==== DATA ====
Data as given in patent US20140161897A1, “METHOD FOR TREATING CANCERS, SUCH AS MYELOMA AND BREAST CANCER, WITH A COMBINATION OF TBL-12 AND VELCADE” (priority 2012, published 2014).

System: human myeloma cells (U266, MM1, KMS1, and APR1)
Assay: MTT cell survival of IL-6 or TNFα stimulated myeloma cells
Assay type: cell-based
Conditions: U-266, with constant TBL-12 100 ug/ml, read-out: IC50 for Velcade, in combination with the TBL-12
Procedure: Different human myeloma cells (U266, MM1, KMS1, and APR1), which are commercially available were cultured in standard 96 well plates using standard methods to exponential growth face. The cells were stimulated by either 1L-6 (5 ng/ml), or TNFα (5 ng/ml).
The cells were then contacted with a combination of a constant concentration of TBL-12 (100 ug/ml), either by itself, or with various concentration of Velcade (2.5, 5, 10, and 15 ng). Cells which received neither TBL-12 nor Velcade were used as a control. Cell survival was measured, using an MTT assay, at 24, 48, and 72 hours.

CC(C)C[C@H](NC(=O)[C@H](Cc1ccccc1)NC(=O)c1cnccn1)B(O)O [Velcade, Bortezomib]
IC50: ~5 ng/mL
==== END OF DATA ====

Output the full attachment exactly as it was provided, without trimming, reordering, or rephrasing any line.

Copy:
Data as given in patent US20140161897A1, “METHOD FOR TREATING CANCERS, SUCH AS MYELOMA AND BREAST CANCER, WITH A COMBINATION OF TBL-12 AND VELCADE” (priority 2012, published 2014).

System: human myeloma cells (U266, MM1, KMS1, and APR1)
Assay: MTT cell survival of IL-6 or TNFα stimulated myeloma cells
Assay type: cell-based
Conditions: U-266, with constant TBL-12 100 ug/ml, read-out: IC50 for Velcade, in combination with the TBL-12
Procedure: Different human myeloma cells (U266, MM1, KMS1, and APR1), which are commercially available were cultured in standard 96 well plates using standard methods to exponential growth face. The cells were stimulated by either 1L-6 (5 ng/ml), or TNFα (5 ng/ml).
The cells were then contacted with a combination of a constant concentration of TBL-12 (100 ug/ml), either by itself, or with various concentration of Velcade (2.5, 5, 10, and 15 ng). Cells which received neither TBL-12 nor Velcade were used as a control. Cell survival was measured, using an MTT assay, at 24, 48, and 72 hours.

CC(C)C[C@H](NC(=O)[C@H](Cc1ccccc1)NC(=O)c1cnccn1)B(O)O [Velcade, Bortezomib]
IC50: ~5 ng/mL